I seem to have a blunt relationship with death. It's never crept around me in long, dark shadows, or ghosted vague visions of "old age". For me, death announces itself with a bald, prosaic thud. Like a thump at the door.
It first came with a thunderous knock on my villa gate, some years back, when an Indonesian police officer, in a blindingly white uniform, informed me my husband was dead. He then lay his cheek on folded hands, closed his eyes and said it again, "Dead."
My husband was not dead. He was very much alive and eating breakfast in Singapore. Wrong villa.
The second time was this week. The infra-red thermometer Canberra Hospital kindly dropped at my door keeps telling me I'm dead. I have COVID. I feel a bit dead. Or close to it. But I just looked in the mirror, and a ghostly version of me is still here. Just.
One of those Nightingale nurses from ACT Health's COVID Care@Home - may the world bless them and all their progeny - just happened to phone. I tell her the reading; "Oh, you'd be dead," she says.
There you go again. Clearly I'm neither dead, nor dying. We decide the thermometer perhaps isn't working. Or, in truth, she is too polite to say it, but I've probably in my foggy brain haze failed to use it properly. Perhaps my "out damned spot" whacks to get it working actually broke it. My mind has darted off to a very dark place. Even my unconscious is channelling Lady Macbeth's terrifying guilt. Brain flapping wildly about what I've done, how I failed so badly to keep myself safe ... and worst of all, my aching head is screaming with a question on broken repetition that I can't shut down: Who else have I unwittingly infected? If I sound erratic, I am. Anxious, angry, confused. But most of all, exhausted. Utterly, thoroughly shattered with fatigue. Writhing with fever. And that was just day two.
Those first few days of COVID-19 were among the darkest days I've experienced. And I've had a few. But none with the sudden intensity and full-body onslaught of pain that shook through me. Nor have I experienced shock like this. For me, the shock was deeply personal. It still is. And although today is day six, I still can't stop crying. I am mortified by what I may have spread to others. I had moved around our Canberra community for a full day before I shut down with obvious sickness. That night I felt inexplicably exhausted, disoriented, and my body began to ache. I was confirmed COVID-positive just over a day later. By then I had a raging fever, the shakes and every part of me was twisted with pain. My head and face pounded, I'd lost all smell, was short of breath, and could barely shuffle.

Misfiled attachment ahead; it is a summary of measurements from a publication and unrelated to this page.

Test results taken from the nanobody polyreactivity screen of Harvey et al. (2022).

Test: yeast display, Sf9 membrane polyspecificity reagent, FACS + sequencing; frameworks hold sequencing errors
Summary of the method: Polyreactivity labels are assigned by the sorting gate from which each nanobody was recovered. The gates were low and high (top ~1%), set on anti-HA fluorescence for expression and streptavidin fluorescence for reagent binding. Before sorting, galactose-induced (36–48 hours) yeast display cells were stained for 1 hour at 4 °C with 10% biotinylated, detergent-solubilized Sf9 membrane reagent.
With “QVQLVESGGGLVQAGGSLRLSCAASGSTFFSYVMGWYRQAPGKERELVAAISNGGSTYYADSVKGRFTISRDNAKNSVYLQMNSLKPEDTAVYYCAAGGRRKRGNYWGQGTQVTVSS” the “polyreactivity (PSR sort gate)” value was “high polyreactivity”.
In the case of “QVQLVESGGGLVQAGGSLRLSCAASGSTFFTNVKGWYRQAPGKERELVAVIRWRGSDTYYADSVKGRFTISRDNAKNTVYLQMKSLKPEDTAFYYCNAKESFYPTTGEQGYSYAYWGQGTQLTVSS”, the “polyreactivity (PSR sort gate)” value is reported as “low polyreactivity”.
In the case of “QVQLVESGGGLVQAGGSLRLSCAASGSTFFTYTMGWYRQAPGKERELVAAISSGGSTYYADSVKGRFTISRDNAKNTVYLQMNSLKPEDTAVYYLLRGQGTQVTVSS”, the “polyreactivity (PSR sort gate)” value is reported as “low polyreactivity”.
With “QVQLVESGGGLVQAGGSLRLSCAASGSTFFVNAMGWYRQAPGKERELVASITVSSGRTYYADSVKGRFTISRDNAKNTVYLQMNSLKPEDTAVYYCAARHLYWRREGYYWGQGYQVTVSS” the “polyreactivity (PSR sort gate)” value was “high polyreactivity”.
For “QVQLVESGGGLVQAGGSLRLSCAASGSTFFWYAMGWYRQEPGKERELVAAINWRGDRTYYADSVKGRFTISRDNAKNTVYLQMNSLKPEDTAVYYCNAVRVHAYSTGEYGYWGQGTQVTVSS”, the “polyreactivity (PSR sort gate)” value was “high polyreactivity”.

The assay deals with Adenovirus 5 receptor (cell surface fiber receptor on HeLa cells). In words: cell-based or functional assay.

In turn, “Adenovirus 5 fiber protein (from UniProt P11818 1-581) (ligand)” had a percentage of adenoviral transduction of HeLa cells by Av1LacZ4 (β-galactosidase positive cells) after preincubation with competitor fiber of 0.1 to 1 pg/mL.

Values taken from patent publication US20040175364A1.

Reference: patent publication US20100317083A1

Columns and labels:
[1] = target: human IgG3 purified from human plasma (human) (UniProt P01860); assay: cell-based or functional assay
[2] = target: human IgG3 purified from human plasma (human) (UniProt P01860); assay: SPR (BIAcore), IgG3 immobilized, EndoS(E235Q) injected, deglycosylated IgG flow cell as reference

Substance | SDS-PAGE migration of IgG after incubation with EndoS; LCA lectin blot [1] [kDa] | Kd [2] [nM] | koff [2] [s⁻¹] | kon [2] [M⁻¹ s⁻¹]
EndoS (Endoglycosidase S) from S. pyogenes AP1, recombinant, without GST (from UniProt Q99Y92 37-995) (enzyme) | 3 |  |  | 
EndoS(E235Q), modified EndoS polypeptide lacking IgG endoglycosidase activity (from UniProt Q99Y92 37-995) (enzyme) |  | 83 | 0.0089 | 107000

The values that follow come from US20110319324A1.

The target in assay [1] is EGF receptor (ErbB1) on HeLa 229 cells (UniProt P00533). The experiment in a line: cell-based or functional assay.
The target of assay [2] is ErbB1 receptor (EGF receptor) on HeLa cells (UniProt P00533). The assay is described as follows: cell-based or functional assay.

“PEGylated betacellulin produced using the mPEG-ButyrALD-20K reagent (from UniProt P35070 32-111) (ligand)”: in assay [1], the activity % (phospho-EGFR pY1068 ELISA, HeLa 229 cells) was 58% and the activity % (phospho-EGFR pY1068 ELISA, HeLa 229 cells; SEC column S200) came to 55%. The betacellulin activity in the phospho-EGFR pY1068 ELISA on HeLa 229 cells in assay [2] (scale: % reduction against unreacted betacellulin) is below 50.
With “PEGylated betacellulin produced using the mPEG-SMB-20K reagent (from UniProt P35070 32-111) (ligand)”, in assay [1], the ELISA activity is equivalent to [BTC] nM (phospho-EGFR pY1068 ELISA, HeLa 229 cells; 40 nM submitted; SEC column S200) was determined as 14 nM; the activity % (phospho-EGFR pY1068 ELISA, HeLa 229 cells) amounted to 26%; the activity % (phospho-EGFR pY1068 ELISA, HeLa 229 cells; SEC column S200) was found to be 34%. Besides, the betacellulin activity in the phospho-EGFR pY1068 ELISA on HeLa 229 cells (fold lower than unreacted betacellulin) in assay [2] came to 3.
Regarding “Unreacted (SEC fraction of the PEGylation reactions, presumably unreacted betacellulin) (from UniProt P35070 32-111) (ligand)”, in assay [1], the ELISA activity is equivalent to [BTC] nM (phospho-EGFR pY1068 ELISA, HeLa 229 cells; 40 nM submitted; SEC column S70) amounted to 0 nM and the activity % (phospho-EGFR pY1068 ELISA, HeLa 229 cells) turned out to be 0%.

This was despite being fully vaccinated. And just in case you're wondering, no, I am not immunocompromised, nor do I have any other relevant underlying health issues. I've given bowel cancer a good boot. I'm fit. I run most days, do yoga, meditate, eat lightly. So, why this? And why has it hit me so badly?
Luck? My lack of it! Who knows? But once it's got you, COVID is a rollercoaster. That much I know. The rest, frankly, is still guesswork.
Here is the thing I have learnt. About us. All of us. It's something I've intuitively known, but since day one of this hideous virus invading my body, I've experienced it in practice. Every single day.
The unconditional love extended by complete strangers, through the simple act of a gentle word, a caring call, a pause to listen to you weep and blubber, all of those tiny daily gestures have extraordinary transformative powers. These little acts of care are healing me, cell by sick cell.
Our community is awash with overwhelming kindness and care. Yes, I'm blessed with a dear friend or two who keep me nourished with soup, cake and soul. The Lady of Lourdes has her waters out, and another has her hotline to heaven working overtime. But what of all those for whom I'm just a number on a growing list of patients?
This is how it's been. From day one I have been phoned and messaged by various players in the ACT Health system. Every single one of them has spoken to me like a dear sister, even though I'm simply a name on their long checklist for the day. I cannot overstate the comfort I've drawn from every single kind, patient, genuine and caring voice. As a television news reader I mastered control of my emotions in public long ago. But COVID has dissolved that. For most of the first week, every caller has ever so gently steered me through a tidal wave of tears, as my Lady Macbeth fears ran out of control.
Even police constable Jack made me weepy, when he thanked me for returning his several unanswered calls. Sounding like my little brother, he asked how I was coping. He chatted to my husband about the hardship of iso, inquiring if Mark had enough entertainment to pass the time. Like a PPE bot from another world, ACT nurse Anne visited my bedroom, twice. Oh, the joy! A real person, who sat on my bed, unhurried, unphased and calmed my racing heart.
As decomposing bodies line the streets in rural villages of the developing world, and desperately sick African nations are cold-shouldered by the West, and Australia treats our Pacific neighbours like a vaccination policy project rather than a pending humanitarian crisis, how is it that you and I landed the community lotto prize?
I know our Canberra public hospital is an inadequate facility. But what we lack in infrastructure, my god, we make up for in the unfailing kindness and deep care of all those who staff our health services. Our systems aren't perfect. But ultimately it is people, not systems, that give us the strength and encouragement to heal.
Every micro act of kindness we share feeds the heart of our collective spirit. And right now, I can assure you, Canberra's community heart is as fit as a fiddle.
Soon, I will be too, just you see!
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